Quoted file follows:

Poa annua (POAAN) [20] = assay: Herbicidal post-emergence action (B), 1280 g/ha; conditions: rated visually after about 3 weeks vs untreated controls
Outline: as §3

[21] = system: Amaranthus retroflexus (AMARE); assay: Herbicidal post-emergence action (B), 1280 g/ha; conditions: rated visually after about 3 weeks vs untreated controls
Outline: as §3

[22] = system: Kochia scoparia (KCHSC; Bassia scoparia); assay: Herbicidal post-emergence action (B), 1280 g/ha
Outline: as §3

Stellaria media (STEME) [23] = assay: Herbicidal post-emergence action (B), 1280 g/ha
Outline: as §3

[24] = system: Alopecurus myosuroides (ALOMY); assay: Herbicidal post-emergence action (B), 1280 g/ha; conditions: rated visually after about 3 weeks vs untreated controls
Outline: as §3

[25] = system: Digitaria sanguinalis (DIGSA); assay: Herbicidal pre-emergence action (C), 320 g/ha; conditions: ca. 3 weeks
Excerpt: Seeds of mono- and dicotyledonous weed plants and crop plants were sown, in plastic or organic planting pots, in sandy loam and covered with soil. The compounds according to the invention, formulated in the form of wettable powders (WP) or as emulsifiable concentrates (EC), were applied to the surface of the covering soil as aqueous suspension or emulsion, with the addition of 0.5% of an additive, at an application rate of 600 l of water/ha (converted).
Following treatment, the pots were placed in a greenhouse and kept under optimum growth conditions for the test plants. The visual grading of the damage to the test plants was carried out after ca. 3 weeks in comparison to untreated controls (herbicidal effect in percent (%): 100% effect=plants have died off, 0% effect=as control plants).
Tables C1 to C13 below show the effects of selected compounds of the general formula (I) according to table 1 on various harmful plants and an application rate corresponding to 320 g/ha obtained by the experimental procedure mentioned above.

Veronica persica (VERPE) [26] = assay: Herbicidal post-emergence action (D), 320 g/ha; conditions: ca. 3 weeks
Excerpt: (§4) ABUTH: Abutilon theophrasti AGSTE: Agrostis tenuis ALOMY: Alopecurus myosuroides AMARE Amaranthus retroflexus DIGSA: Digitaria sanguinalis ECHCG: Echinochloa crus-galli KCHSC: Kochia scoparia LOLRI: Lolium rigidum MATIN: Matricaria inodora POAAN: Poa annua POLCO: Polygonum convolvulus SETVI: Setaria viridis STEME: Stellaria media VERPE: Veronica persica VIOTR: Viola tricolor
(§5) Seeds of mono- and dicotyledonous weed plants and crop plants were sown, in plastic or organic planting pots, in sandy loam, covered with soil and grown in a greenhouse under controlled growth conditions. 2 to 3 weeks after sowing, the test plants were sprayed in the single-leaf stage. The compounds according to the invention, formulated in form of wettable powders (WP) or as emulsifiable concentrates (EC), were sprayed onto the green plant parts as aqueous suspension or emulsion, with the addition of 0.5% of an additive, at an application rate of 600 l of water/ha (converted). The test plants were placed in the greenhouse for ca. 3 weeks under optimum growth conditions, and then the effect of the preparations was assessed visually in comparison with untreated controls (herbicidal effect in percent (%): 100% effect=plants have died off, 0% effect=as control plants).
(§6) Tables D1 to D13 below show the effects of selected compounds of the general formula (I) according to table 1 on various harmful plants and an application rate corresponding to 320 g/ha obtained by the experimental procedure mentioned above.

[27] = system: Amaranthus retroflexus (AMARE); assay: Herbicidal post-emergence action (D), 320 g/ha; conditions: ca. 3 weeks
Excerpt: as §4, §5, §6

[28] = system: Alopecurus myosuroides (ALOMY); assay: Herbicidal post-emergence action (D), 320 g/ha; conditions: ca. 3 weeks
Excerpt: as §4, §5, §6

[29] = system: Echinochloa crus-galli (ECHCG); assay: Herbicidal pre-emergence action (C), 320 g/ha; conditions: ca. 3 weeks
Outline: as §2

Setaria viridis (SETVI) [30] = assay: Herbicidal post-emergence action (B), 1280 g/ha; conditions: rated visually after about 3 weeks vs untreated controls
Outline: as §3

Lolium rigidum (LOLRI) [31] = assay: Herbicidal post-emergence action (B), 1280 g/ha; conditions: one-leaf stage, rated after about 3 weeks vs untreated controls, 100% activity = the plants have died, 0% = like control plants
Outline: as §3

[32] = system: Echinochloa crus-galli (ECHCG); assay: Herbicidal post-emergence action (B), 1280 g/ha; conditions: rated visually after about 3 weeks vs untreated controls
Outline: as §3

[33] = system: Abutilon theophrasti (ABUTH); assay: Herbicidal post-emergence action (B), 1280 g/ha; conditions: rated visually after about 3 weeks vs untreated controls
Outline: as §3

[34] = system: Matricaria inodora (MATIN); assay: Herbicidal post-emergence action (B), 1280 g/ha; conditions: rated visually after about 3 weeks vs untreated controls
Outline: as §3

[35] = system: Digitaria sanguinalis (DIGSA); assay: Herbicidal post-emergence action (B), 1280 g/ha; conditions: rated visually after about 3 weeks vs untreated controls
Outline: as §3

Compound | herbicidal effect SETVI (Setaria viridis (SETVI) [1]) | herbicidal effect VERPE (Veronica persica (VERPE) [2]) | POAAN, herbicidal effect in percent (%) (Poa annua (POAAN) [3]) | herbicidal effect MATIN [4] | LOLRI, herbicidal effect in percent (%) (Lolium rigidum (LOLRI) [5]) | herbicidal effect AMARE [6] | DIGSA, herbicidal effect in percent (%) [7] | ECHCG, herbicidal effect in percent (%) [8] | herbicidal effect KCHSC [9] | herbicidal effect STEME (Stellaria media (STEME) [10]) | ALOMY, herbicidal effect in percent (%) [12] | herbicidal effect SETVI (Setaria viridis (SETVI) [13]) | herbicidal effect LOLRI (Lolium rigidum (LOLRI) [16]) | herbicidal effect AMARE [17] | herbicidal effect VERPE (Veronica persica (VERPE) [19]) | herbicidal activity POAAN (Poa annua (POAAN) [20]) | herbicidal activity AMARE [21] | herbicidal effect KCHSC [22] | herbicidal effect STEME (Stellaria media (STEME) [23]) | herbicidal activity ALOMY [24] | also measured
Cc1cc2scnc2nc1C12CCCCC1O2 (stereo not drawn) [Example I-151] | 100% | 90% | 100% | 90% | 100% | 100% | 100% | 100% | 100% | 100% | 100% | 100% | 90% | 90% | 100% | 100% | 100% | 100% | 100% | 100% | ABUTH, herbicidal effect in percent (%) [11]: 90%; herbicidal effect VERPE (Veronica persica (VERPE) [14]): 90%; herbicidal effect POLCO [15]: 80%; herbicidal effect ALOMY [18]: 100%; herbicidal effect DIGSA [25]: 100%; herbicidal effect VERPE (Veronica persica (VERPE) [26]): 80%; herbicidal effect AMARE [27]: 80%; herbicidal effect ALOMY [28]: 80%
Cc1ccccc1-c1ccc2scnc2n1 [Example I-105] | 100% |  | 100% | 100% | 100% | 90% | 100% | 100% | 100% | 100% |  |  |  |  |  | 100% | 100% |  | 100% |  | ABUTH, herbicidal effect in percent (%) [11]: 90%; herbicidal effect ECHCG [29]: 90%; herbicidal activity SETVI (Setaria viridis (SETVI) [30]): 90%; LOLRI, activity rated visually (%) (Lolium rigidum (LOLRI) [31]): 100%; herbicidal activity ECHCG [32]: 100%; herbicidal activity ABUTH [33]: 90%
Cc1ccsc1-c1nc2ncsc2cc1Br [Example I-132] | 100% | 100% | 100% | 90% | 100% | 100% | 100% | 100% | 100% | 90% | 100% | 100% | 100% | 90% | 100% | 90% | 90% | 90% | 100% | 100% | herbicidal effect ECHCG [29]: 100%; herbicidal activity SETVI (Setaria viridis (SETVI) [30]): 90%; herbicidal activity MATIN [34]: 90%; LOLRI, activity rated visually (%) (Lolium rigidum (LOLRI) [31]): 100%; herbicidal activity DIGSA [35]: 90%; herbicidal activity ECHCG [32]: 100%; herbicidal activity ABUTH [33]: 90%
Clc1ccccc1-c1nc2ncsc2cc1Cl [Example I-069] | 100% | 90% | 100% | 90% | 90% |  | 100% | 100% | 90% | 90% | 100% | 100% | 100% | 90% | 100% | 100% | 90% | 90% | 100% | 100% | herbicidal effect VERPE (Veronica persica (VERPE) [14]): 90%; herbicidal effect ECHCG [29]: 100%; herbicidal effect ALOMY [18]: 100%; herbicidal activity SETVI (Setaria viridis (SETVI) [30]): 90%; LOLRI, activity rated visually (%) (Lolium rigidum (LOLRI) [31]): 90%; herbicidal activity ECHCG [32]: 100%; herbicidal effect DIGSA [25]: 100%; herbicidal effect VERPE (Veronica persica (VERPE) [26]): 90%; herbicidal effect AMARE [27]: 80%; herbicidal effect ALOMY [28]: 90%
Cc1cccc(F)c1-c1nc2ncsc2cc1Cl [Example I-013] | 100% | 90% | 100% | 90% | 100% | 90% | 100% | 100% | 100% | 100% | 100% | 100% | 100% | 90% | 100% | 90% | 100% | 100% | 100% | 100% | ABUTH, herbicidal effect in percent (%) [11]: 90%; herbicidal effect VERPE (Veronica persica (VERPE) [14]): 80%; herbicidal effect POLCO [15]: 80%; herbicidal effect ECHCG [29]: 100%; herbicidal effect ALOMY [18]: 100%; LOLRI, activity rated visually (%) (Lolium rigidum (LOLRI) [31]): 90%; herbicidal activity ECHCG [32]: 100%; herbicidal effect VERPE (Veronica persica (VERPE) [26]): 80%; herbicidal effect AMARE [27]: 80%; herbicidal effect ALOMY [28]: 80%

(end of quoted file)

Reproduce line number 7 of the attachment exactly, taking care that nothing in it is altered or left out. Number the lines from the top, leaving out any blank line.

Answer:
Stellaria media (STEME) [23] = assay: Herbicidal post-emergence action (B), 1280 g/ha